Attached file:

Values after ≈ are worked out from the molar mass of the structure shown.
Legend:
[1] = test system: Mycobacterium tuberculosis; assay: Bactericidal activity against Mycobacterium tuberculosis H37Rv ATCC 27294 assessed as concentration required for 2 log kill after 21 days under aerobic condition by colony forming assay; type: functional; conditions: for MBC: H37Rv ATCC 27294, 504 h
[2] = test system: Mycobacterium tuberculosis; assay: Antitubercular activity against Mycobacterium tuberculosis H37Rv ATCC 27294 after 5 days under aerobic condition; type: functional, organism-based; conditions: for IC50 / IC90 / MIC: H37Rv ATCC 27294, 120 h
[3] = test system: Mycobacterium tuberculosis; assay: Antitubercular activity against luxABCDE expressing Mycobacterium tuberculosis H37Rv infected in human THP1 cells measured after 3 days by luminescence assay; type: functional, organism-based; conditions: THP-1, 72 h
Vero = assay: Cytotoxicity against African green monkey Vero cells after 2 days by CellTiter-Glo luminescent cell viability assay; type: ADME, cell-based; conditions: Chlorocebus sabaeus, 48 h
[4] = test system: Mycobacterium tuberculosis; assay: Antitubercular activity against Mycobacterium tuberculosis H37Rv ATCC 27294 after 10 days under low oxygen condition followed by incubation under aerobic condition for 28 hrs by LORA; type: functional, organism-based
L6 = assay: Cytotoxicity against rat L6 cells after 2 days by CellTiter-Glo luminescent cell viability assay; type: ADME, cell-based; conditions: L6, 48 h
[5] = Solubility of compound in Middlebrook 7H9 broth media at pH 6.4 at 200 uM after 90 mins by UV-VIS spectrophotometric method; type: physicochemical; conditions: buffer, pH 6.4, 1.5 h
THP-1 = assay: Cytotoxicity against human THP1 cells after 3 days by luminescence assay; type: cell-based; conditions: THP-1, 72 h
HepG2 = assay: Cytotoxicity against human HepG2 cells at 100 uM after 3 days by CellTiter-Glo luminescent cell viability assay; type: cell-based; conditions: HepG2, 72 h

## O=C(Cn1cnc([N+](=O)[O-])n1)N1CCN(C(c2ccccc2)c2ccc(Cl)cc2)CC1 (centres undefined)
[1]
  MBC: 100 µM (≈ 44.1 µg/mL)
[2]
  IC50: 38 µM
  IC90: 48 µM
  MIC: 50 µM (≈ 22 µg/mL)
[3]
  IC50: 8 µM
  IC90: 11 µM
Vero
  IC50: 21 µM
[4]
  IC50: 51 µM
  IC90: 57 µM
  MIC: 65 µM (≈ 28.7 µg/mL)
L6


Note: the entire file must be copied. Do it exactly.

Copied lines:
Values after ≈ are worked out from the molar mass of the structure shown.
Legend:
[1] = test system: Mycobacterium tuberculosis; assay: Bactericidal activity against Mycobacterium tuberculosis H37Rv ATCC 27294 assessed as concentration required for 2 log kill after 21 days under aerobic condition by colony forming assay; type: functional; conditions: for MBC: H37Rv ATCC 27294, 504 h
[2] = test system: Mycobacterium tuberculosis; assay: Antitubercular activity against Mycobacterium tuberculosis H37Rv ATCC 27294 after 5 days under aerobic condition; type: functional, organism-based; conditions: for IC50 / IC90 / MIC: H37Rv ATCC 27294, 120 h
[3] = test system: Mycobacterium tuberculosis; assay: Antitubercular activity against luxABCDE expressing Mycobacterium tuberculosis H37Rv infected in human THP1 cells measured after 3 days by luminescence assay; type: functional, organism-based; conditions: THP-1, 72 h
Vero = assay: Cytotoxicity against African green monkey Vero cells after 2 days by CellTiter-Glo luminescent cell viability assay; type: ADME, cell-based; conditions: Chlorocebus sabaeus, 48 h
[4] = test system: Mycobacterium tuberculosis; assay: Antitubercular activity against Mycobacterium tuberculosis H37Rv ATCC 27294 after 10 days under low oxygen condition followed by incubation under aerobic condition for 28 hrs by LORA; type: functional, organism-based
L6 = assay: Cytotoxicity against rat L6 cells after 2 days by CellTiter-Glo luminescent cell viability assay; type: ADME, cell-based; conditions: L6, 48 h
[5] = Solubility of compound in Middlebrook 7H9 broth media at pH 6.4 at 200 uM after 90 mins by UV-VIS spectrophotometric method; type: physicochemical; conditions: buffer, pH 6.4, 1.5 h
THP-1 = assay: Cytotoxicity against human THP1 cells after 3 days by luminescence assay; type: cell-based; conditions: THP-1, 72 h
HepG2 = assay: Cytotoxicity against human HepG2 cells at 100 uM after 3 days by CellTiter-Glo luminescent cell viability assay; type: cell-based; conditions: HepG2, 72 h

## O=C(Cn1cnc([N+](=O)[O-])n1)N1CCN(C(c2ccccc2)c2ccc(Cl)cc2)CC1 (centres undefined)
[1]
  MBC: 100 µM (≈ 44.1 µg/mL)
[2]
  IC50: 38 µM
  IC90: 48 µM
  MIC: 50 µM (≈ 22 µg/mL)
[3]
  IC50: 8 µM
  IC90: 11 µM
Vero
  IC50: 21 µM
[4]
  IC50: 51 µM
  IC90: 57 µM
  MIC: 65 µM (≈ 28.7 µg/mL)
L6